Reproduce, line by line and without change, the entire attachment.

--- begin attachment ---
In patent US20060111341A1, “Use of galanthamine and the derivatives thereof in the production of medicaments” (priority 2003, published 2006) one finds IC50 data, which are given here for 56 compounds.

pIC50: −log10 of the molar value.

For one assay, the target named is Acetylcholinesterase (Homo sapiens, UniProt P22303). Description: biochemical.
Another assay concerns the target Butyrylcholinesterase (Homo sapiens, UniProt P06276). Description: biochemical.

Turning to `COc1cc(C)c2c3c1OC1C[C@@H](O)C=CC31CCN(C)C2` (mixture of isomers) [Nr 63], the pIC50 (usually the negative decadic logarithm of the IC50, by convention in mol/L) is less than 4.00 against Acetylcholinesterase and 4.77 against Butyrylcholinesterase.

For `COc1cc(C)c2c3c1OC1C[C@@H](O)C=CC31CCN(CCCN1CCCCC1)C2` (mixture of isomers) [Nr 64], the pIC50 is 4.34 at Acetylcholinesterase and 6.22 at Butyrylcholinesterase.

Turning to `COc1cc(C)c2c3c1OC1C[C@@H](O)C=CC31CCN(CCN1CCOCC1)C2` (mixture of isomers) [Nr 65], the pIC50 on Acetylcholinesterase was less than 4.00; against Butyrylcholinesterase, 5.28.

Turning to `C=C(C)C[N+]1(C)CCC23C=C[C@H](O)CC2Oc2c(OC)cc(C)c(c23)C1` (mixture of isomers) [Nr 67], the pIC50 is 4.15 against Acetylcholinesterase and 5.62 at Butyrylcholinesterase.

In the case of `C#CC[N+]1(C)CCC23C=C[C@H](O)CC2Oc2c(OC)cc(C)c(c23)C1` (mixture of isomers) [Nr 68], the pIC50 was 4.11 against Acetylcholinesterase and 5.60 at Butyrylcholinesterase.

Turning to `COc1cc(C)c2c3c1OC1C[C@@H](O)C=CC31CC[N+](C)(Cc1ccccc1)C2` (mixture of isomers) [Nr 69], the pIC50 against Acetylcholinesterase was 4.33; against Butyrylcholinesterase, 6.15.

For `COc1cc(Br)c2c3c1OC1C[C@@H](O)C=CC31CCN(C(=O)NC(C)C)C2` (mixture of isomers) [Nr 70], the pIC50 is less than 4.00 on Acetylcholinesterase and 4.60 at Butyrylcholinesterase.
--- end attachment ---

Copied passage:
In patent US20060111341A1, “Use of galanthamine and the derivatives thereof in the production of medicaments” (priority 2003, published 2006) one finds IC50 data, which are given here for 56 compounds.

pIC50: −log10 of the molar value.

For one assay, the target named is Acetylcholinesterase (Homo sapiens, UniProt P22303). Description: biochemical.
Another assay concerns the target Butyrylcholinesterase (Homo sapiens, UniProt P06276). Description: biochemical.

Turning to `COc1cc(C)c2c3c1OC1C[C@@H](O)C=CC31CCN(C)C2` (mixture of isomers) [Nr 63], the pIC50 (usually the negative decadic logarithm of the IC50, by convention in mol/L) is less than 4.00 against Acetylcholinesterase and 4.77 against Butyrylcholinesterase.

For `COc1cc(C)c2c3c1OC1C[C@@H](O)C=CC31CCN(CCCN1CCCCC1)C2` (mixture of isomers) [Nr 64], the pIC50 is 4.34 at Acetylcholinesterase and 6.22 at Butyrylcholinesterase.

Turning to `COc1cc(C)c2c3c1OC1C[C@@H](O)C=CC31CCN(CCN1CCOCC1)C2` (mixture of isomers) [Nr 65], the pIC50 on Acetylcholinesterase was less than 4.00; against Butyrylcholinesterase, 5.28.

Turning to `C=C(C)C[N+]1(C)CCC23C=C[C@H](O)CC2Oc2c(OC)cc(C)c(c23)C1` (mixture of isomers) [Nr 67], the pIC50 is 4.15 against Acetylcholinesterase and 5.62 at Butyrylcholinesterase.

In the case of `C#CC[N+]1(C)CCC23C=C[C@H](O)CC2Oc2c(OC)cc(C)c(c23)C1` (mixture of isomers) [Nr 68], the pIC50 was 4.11 against Acetylcholinesterase and 5.60 at Butyrylcholinesterase.

Turning to `COc1cc(C)c2c3c1OC1C[C@@H](O)C=CC31CC[N+](C)(Cc1ccccc1)C2` (mixture of isomers) [Nr 69], the pIC50 against Acetylcholinesterase was 4.33; against Butyrylcholinesterase, 6.15.

For `COc1cc(Br)c2c3c1OC1C[C@@H](O)C=CC31CCN(C(=O)NC(C)C)C2` (mixture of isomers) [Nr 70], the pIC50 is less than 4.00 on Acetylcholinesterase and 4.60 at Butyrylcholinesterase.